After taking credibility hit, Carta announces it is exiting the secondaries business: “We have decided to prioritize trust”

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Roughly 72 hours after a prominent startup customer complained that Carta was misusing information with which it was entrusted — scaring many of Carta’s tens of thousands of other customers in the process — Carta is exiting the business that landed it in trouble with the customer.

Carta co-founder and CEO Henry Ward posted on Medium tonight that: “Because we have the data, if we are trading secondaries, people will always worry that we are using the data, even if we are not. So we have decided to prioritize trust, and exit the secondary trading business.”

It’s a dramatic turn of events for Carta, which originally focused on cap table management software but began over time to evolve into a “private stock market for companies” to take advantage of the network of companies and investors that already use its platform and into which it has insights. The big idea was to become the transfer agent, brokerage and clearinghouse for all private stock transactions in the world.

While the move made Carta more valuable in the eyes of its venture backers — a company has to scale after all! — it put the company on dangerous footing after a Finnish CEO Karri Saarinen posted on LinkedIn on Friday that Carta was using information about his company’s investor base to try to sell its shares to outside buyers without the company’s knowledge or consent. Wrote Saarinen, project management software company Linear is four years old and a Carta customer:  “As a founder it feels kind [of] shitty that Carta, who I trust to manage our cap table, is now doing cold outreach to our angel investors about selling Linear shares to their non disclosed buyers.” Continued Saarinen, “They never contacted us (their customer) about starting an order book for Linear shares. The investor they reached out to is a family member whose investment we never published anywhere. We and they never opted in to any kind of secondary sales. Yet Carta Liquidity found their email and knew that they owned Linear shares.”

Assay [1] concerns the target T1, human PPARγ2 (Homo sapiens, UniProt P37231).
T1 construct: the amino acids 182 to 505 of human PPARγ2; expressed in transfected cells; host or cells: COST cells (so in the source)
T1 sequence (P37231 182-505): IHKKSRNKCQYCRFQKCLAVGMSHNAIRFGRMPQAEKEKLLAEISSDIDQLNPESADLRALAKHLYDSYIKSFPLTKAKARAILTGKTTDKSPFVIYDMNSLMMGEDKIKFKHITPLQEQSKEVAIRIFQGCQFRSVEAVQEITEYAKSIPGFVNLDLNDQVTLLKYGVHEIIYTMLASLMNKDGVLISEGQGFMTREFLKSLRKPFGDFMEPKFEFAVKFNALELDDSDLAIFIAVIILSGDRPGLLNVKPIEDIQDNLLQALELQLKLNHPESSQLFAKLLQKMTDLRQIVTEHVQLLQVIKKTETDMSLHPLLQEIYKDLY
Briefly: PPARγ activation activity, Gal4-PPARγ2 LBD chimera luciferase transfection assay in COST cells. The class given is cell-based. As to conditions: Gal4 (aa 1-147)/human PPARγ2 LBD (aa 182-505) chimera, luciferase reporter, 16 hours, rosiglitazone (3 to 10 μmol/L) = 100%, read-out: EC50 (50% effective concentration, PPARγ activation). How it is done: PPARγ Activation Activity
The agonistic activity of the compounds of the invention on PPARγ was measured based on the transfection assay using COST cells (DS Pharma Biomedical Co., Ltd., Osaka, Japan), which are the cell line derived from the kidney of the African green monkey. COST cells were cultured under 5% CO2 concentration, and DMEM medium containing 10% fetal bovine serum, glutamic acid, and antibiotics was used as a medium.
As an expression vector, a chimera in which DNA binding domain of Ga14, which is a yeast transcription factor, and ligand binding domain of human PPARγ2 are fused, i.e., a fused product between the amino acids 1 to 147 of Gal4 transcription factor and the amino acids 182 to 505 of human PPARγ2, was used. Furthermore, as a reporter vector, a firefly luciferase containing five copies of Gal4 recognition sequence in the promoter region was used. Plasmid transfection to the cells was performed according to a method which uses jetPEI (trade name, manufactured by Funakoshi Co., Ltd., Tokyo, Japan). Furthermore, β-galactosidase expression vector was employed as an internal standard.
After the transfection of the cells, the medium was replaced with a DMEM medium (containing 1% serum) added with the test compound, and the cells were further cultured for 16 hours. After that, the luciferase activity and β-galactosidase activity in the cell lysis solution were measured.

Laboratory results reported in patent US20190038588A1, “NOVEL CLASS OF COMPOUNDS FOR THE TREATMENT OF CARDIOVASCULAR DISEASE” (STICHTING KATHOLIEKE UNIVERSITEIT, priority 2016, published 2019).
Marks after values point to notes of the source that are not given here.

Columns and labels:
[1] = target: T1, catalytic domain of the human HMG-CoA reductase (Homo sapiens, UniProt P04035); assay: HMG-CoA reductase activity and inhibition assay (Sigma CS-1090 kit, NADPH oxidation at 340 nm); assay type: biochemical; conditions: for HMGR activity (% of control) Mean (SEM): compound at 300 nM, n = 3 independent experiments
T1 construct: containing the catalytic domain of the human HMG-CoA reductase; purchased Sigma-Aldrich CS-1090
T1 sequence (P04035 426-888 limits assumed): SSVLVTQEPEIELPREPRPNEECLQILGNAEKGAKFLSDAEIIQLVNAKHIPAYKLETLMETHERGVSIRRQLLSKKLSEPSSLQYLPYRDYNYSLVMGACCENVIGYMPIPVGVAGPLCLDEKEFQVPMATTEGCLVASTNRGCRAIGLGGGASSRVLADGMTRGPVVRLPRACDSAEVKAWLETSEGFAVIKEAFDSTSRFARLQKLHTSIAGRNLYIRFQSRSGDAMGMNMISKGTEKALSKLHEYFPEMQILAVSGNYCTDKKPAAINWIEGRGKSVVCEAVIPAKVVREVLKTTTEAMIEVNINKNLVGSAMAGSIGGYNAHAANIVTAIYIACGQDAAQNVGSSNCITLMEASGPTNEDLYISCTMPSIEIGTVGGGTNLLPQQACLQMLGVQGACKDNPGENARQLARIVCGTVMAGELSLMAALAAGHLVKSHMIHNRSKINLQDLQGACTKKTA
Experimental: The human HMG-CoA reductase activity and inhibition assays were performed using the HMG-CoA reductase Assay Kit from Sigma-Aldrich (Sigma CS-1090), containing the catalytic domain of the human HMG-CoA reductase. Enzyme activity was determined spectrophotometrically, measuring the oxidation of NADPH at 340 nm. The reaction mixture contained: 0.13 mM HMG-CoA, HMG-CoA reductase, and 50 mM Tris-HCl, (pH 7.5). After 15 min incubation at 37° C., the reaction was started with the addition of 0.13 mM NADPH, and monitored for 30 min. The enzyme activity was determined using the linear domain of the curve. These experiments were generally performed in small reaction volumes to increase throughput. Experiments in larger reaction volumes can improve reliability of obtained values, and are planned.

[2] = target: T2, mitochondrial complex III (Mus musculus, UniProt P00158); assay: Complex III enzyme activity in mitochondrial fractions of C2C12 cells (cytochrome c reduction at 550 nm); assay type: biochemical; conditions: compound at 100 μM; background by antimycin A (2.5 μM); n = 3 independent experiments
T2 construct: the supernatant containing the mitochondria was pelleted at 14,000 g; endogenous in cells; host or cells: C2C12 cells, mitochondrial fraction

While Ward apologized publicly to Saarinen, blaming a rogue employee who “violated our internal procedures and went out of bounds reaching out to customers they shouldn’t have,” Saarinen continued the discussion very publicly, saying he had identified numerous other founders whose investors had also been contacted by Carta representatives without their knowledge.

This story is developing . . .

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